History & Cause
Previously, light bars used to have odd-shaped heat sinks that resulted in a range of annoying wind howling effects that were hard to resolve. However, thanks to our modern design techniques, CAD simulation and wind testing our Commander and Delta light bars are engineered to emit virtually no wind noise on their own, up to at least 80m/s.
However, when mounting a light bar to a vehicle roof rack, a small air gap can channel air and create a pressure differential across the back of the light bar.
This pressure differential can create eddy currents and howling sounds as turbulent whirls of air pass vertically across the heat sinks. This effect is particularly noticeable on square, box-shaped vehicles with abrupt windscreen angles that direct a lot of air vertically, such as the G class wagon, Jeep Wranglers, and Toyota FJ Cruisers.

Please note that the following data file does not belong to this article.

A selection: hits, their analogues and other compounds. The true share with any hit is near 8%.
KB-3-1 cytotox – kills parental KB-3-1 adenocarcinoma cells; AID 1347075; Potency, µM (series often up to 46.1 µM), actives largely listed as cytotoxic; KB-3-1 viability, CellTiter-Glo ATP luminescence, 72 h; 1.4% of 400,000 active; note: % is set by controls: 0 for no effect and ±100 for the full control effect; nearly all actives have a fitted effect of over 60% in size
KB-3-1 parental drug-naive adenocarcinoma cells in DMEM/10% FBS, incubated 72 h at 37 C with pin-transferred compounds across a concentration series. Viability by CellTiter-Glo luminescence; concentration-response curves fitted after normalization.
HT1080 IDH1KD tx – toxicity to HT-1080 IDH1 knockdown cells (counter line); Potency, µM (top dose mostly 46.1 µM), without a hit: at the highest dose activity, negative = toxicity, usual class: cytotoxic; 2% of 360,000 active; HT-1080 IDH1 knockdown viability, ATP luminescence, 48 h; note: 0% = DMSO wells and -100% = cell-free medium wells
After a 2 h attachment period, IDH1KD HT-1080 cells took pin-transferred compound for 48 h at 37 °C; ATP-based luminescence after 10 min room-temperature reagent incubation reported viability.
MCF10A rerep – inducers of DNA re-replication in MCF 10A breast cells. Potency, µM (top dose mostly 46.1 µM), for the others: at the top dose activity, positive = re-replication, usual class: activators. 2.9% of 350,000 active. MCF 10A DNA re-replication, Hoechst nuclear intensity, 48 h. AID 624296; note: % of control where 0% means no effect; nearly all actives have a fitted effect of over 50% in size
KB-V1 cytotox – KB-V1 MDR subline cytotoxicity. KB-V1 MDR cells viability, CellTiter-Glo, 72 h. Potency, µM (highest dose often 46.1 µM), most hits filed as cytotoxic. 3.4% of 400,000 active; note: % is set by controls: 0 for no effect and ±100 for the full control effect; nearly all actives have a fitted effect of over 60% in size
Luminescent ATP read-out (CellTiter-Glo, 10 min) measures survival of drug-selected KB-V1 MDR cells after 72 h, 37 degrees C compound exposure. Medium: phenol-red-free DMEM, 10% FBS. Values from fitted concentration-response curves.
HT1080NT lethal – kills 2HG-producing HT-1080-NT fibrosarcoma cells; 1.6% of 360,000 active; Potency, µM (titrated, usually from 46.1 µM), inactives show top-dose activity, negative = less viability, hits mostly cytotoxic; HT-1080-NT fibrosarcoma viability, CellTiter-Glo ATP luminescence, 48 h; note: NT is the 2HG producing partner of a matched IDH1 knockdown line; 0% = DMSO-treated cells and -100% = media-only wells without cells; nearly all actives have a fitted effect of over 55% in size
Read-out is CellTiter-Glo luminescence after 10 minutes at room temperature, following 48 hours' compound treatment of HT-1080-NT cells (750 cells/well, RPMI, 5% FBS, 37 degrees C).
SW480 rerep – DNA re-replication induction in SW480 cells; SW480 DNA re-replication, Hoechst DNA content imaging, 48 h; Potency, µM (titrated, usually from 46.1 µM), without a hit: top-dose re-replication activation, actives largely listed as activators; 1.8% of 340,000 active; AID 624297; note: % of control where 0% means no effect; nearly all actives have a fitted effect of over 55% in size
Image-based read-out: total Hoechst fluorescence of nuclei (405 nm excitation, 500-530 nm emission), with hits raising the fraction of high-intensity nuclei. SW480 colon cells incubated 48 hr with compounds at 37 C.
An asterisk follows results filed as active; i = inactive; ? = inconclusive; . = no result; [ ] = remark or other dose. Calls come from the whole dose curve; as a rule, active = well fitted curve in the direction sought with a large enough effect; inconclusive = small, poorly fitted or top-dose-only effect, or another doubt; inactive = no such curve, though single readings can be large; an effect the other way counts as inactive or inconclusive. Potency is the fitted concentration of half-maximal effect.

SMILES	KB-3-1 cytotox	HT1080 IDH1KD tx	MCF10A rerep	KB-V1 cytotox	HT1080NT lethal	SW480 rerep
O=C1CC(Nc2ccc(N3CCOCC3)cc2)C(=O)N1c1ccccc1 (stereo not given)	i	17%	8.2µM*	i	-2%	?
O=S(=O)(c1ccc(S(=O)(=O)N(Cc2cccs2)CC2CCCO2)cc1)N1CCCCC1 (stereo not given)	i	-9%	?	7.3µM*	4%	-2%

How to Fix
Fortunately, the solution to this problem is simple. One can purchase flyscreen spline from a hardware store and insert it into the gaps between the fins on the back of the light bar. To achieve optimal results, it is recommended to run the spline along the entire length of the heat sink. However, in most cases, only the bottom half of the light bar fins require it.
By smoothing out the fins, eddy currents won't be as disruptive, resulting in a smooth and quiet ride for off-road enthusiasts.